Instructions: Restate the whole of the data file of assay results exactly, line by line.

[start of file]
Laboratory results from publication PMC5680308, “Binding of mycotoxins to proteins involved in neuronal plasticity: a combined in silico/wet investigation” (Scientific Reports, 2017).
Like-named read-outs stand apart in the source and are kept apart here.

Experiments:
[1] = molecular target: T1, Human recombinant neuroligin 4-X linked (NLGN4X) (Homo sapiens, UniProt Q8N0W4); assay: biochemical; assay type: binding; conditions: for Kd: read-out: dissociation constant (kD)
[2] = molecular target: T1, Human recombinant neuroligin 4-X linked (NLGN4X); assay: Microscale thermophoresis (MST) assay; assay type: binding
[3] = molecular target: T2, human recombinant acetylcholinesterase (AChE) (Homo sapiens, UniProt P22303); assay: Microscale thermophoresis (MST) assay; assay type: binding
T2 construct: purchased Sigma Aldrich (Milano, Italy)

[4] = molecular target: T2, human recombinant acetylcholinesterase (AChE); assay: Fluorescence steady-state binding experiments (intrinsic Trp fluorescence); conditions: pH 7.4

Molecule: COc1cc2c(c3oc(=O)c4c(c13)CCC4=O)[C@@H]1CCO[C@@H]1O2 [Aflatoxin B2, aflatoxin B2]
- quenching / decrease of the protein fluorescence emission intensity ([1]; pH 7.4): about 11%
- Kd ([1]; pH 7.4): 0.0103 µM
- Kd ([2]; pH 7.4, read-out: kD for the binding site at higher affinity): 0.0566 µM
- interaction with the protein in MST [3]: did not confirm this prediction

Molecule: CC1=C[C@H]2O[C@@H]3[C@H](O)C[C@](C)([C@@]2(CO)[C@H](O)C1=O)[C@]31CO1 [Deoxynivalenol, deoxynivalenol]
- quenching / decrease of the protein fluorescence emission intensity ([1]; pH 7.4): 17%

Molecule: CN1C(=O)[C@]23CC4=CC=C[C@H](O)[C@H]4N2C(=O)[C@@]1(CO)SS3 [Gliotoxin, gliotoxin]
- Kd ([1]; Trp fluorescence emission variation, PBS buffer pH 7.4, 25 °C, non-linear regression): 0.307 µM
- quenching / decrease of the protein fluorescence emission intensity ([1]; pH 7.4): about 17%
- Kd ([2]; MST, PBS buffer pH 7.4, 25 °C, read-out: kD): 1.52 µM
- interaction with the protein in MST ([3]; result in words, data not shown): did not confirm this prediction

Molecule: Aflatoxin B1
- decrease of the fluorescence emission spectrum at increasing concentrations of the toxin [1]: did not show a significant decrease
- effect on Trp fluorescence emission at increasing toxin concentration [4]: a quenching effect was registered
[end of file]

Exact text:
Laboratory results from publication PMC5680308, “Binding of mycotoxins to proteins involved in neuronal plasticity: a combined in silico/wet investigation” (Scientific Reports, 2017).
Like-named read-outs stand apart in the source and are kept apart here.

Experiments:
[1] = molecular target: T1, Human recombinant neuroligin 4-X linked (NLGN4X) (Homo sapiens, UniProt Q8N0W4); assay: biochemical; assay type: binding; conditions: for Kd: read-out: dissociation constant (kD)
[2] = molecular target: T1, Human recombinant neuroligin 4-X linked (NLGN4X); assay: Microscale thermophoresis (MST) assay; assay type: binding
[3] = molecular target: T2, human recombinant acetylcholinesterase (AChE) (Homo sapiens, UniProt P22303); assay: Microscale thermophoresis (MST) assay; assay type: binding
T2 construct: purchased Sigma Aldrich (Milano, Italy)

[4] = molecular target: T2, human recombinant acetylcholinesterase (AChE); assay: Fluorescence steady-state binding experiments (intrinsic Trp fluorescence); conditions: pH 7.4

Molecule: COc1cc2c(c3oc(=O)c4c(c13)CCC4=O)[C@@H]1CCO[C@@H]1O2 [Aflatoxin B2, aflatoxin B2]
- quenching / decrease of the protein fluorescence emission intensity ([1]; pH 7.4): about 11%
- Kd ([1]; pH 7.4): 0.0103 µM
- Kd ([2]; pH 7.4, read-out: kD for the binding site at higher affinity): 0.0566 µM
- interaction with the protein in MST [3]: did not confirm this prediction

Molecule: CC1=C[C@H]2O[C@@H]3[C@H](O)C[C@](C)([C@@]2(CO)[C@H](O)C1=O)[C@]31CO1 [Deoxynivalenol, deoxynivalenol]
- quenching / decrease of the protein fluorescence emission intensity ([1]; pH 7.4): 17%

Molecule: CN1C(=O)[C@]23CC4=CC=C[C@H](O)[C@H]4N2C(=O)[C@@]1(CO)SS3 [Gliotoxin, gliotoxin]
- Kd ([1]; Trp fluorescence emission variation, PBS buffer pH 7.4, 25 °C, non-linear regression): 0.307 µM
- quenching / decrease of the protein fluorescence emission intensity ([1]; pH 7.4): about 17%
- Kd ([2]; MST, PBS buffer pH 7.4, 25 °C, read-out: kD): 1.52 µM
- interaction with the protein in MST ([3]; result in words, data not shown): did not confirm this prediction

Molecule: Aflatoxin B1
- decrease of the fluorescence emission spectrum at increasing concentrations of the toxin [1]: did not show a significant decrease
- effect on Trp fluorescence emission at increasing toxin concentration [4]: a quenching effect was registered